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Civil War is a terrifying film, but Trump: The Sequel will be a real-life horror show

Director, cast and critics all agree: Civil War, the movie depicting America tearing itself to bloody bits while a cowardly, authoritarian president skulks in the White House, . But it is, really.

Likewise, the first ever , now playing to huge audiences in New York, is ostensibly about claims that Trump fraudulently bought the silence of a former porn star called Stormy after a tacky Lake Tahoe tryst. But it isn’t, really.

Both movie and trial are about a Trump second term. They’re about sex, lies and videotape, about trust and betrayal, truth and division. They’re about democracy in America, where political feuds and vendettas swirl, guns proliferate and debates over civil rights are neither civil nor right.

Alex Garland’s smash-hit “post-ideological” and the Manhattan courthouse peak-time showdown are both ultimately about the same things: the uses and abuses of power, about a nation’s journey to extremes where, as in Moby’s song, it falls apart.

Talking of disintegration, what a diminished figure Trump now cuts in court. Slouched, round-shouldered and silenced alongside his lawyers, he acts up, sulky, aggrieved, childishly petulant. The room is cold, he whinges. Potential jurors rudely insult him to his face! It’s all so unfair.

Trump never did dignified, not even in the Oval Office. Yet even by his tawdry standards, this daily demeaning before an unbending judge is irretrievably, . The loss of face and sustaining swagger begin to look terminal. For Trump the alleged criminal conspirator, as opposed to Trump the presidential comeback king, the familiar campaign cry of “Four More Years!” has a disturbing ring. Four years in chokey is what he faces if found guilty on .

It’s no coincidence, so Trump camp followers believe, that Civil War premiered in election year. No surprise, either, that a Democratic district attorney pushed for the trial. Or that by the “liberal media” suggests Trump is losing ground to Joe Biden.

Despite all that, the screenplay is unchanging. Trump’s blockbuster second march on Washington is merely on pause, Maga-men say. He’s making an epic sequel and he’ll be back in November with all guns blazing – which is the problem, in a nutshell.

If you doubt it, just look at Pennsylvania. Even as the defendant, dozy and defiant by turns, snoozed in court and , this same presumed 2024 Republican champion was effortlessly sweeping last week’s party primary with .

Donald Trump in Manhattan criminal court on 26 April.

There’s no real-world contradiction here. A grumpy Trump scowling at the bench and a Civil War-like wannabe dictator hot for White House power and glory are united in one unlovely, vicious personage. Two sides of the same bent cent. The list of Trump’s crimes for which he has yet to be tried extends far beyond the New York indictment and the charge sheets in three other pending cases. Like Tom Ripley, the sociopathic narcissist anti-hero of Netflix’s popular , Trump is violently dangerous beyond all knowing.

The lethal 6 January insurrection he incited and applauded was stark treason against the republic. No argument. The racist relativism of in 2017 foreshadowed recent, unrepentant talk of “”. His corrosive words burn like acid through the social fabric. No could wish for more than Trump’s eager feeding of America’s gun addiction, support for domestic execution and assassination overseas, collaboration with murderous dictators, debasement of the supreme court and hostility to open government, free speech and impartial reporting.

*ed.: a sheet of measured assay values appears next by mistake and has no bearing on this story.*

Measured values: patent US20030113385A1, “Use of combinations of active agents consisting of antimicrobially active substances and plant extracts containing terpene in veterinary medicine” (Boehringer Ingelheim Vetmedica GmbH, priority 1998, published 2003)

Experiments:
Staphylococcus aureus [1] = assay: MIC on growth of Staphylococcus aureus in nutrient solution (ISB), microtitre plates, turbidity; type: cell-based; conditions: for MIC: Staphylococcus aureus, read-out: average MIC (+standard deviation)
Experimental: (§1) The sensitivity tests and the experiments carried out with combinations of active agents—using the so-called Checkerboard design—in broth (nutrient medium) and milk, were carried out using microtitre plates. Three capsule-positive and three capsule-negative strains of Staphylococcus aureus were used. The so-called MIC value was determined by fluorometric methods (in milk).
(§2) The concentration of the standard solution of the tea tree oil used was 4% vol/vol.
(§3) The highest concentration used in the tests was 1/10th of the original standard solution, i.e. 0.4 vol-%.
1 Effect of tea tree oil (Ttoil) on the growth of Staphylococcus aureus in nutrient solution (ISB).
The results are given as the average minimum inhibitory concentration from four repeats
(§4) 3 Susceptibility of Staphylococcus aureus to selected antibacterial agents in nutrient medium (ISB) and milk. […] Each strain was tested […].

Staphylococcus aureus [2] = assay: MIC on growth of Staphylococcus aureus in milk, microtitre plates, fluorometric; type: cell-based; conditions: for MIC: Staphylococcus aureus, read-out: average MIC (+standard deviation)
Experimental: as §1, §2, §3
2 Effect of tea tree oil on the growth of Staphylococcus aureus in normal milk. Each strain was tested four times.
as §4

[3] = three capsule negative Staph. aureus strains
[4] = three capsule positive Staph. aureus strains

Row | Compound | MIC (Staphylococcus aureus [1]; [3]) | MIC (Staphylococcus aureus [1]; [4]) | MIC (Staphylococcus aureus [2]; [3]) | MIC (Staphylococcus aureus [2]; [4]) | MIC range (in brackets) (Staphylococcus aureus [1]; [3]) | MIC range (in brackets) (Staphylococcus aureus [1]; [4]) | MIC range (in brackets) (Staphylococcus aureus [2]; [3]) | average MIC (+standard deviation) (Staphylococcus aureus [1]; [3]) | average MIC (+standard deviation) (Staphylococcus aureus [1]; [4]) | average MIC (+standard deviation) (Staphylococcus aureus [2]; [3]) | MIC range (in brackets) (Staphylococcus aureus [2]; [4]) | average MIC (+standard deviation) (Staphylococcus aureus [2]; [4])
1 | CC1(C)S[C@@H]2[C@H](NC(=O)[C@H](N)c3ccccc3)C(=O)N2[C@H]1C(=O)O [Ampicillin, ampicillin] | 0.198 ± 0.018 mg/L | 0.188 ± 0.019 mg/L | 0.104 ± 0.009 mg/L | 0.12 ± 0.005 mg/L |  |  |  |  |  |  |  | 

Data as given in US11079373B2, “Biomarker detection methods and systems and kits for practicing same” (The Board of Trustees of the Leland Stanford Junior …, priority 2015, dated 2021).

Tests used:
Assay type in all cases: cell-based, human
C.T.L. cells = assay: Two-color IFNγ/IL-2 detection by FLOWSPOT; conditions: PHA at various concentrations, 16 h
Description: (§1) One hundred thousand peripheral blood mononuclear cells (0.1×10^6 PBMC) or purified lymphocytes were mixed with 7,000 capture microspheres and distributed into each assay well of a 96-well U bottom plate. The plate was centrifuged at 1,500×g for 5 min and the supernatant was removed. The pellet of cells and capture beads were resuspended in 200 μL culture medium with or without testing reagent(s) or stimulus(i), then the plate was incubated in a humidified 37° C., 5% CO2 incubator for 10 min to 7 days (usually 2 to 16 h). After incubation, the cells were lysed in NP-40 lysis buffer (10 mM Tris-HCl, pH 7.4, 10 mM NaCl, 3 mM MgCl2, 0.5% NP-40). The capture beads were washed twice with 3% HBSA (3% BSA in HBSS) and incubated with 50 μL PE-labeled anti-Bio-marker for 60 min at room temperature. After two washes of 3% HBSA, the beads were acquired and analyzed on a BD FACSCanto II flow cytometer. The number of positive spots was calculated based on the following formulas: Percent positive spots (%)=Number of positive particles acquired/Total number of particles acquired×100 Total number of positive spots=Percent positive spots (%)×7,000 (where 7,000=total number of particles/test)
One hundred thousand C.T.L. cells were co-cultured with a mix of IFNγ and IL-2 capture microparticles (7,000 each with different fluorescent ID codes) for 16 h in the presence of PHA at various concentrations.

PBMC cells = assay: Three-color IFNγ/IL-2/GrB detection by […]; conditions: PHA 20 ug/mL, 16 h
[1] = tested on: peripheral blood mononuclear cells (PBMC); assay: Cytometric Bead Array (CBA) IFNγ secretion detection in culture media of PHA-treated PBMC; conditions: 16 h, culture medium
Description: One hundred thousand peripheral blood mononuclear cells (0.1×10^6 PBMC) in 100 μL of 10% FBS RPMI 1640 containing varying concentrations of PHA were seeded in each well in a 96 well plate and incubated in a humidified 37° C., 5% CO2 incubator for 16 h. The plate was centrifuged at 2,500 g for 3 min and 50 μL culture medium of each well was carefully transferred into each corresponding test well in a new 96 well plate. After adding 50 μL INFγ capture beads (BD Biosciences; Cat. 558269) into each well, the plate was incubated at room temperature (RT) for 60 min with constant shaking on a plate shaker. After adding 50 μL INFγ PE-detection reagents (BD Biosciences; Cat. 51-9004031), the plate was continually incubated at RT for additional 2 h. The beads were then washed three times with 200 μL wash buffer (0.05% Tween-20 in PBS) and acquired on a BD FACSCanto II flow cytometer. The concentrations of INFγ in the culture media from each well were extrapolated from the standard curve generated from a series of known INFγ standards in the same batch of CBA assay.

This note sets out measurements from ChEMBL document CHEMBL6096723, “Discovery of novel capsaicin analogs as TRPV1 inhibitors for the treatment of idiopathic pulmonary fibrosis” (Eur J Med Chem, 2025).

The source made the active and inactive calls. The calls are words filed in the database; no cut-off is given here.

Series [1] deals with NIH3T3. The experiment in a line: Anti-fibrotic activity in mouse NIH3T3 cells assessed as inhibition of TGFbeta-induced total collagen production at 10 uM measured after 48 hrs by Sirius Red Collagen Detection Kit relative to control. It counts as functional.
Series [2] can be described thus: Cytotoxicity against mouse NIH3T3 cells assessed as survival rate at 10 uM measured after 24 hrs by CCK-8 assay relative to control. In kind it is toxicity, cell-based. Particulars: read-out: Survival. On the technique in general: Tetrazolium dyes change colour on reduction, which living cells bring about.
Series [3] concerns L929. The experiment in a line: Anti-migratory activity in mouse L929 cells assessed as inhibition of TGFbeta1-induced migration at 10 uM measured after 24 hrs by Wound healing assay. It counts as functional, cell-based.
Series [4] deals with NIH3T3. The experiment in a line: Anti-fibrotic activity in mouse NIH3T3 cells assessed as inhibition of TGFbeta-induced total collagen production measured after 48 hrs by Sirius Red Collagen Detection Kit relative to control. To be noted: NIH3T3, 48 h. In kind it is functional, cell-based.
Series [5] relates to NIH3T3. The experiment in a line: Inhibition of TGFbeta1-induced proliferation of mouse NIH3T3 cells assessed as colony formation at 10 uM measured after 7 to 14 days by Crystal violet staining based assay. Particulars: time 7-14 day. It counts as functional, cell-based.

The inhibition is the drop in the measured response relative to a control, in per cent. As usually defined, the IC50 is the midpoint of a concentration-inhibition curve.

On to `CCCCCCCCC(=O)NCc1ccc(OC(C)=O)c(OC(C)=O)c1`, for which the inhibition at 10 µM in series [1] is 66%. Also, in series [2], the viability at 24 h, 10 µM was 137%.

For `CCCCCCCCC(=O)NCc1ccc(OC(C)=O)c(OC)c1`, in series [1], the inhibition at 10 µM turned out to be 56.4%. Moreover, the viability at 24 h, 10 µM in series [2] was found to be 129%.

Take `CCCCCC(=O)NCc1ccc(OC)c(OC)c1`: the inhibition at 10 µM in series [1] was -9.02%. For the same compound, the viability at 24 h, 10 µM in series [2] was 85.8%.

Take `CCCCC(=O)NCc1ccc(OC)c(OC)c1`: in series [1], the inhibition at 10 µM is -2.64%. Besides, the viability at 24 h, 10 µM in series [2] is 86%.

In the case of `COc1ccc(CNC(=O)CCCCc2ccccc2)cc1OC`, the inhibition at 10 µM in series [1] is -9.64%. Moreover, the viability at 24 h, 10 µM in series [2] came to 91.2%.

No Ripley-style conman or fraudster could hope to emulate the master criminal’s arm-twisting of Ukraine to dig up dirt on , Hunter, his political protection rackets and shameless nepotism, his suborning of his party, Congress and the legal system or his rich man’s contempt for the ordinary Joe who actually pays taxes.

A prospective second Trump term presages obsessive score-settling at home and abject appeasement abroad. Judges, law officers, witnesses, female accusers, military men, diplomats, academics and critical media may be among the early victims of a national revenge tragedy – a personalised purge of the institutions of state that could prove .

Trump’s fawning obsequiousness towards Russia’s Vladimir Putin, and , spell disaster for Ukraine. Nor can there be much confidence, for all his bluster, that he would stand up to China should it .

Prepare, too, for a likely European rupture and trade war, a Nato split and an unravelling of 75 years of transatlantic collaboration. Prepare for an out-of-control global arms race, unchecked nuclear weapons proliferation on Earth and in space and the wholesale abandonment of climate crisis goals. A Trump success in November, with all the ensuing chaos, schism and constitutional outrages, would bring closer both an end to peaceful, rational debate within America and the demise of US global leadership.

So truly, is Civil War so very far off the mark? Is it really not about Trump and Trumpism? It’s certainly more comforting to frame the movie as an entertainment, to interpret its studied avoidance of direct references to present-day politics as reassurance that, at heart, it’s essentially make-believe. But that denialist view is itself a type of escapism or wishful thinking. It won’t .

In one untypical, symbolic scene, the war-weary photojournalist played by Kirsten Dunst, all body armour and pursed lips, tries on a pretty dress in a downtown store insulated from the fighting. It is as if she, like America, is trying, fleetingly, to recover her humanity.

It’s unclear whether she succeeds. More hopeful moments like that, and a good deal less trumpery, are badly needed now.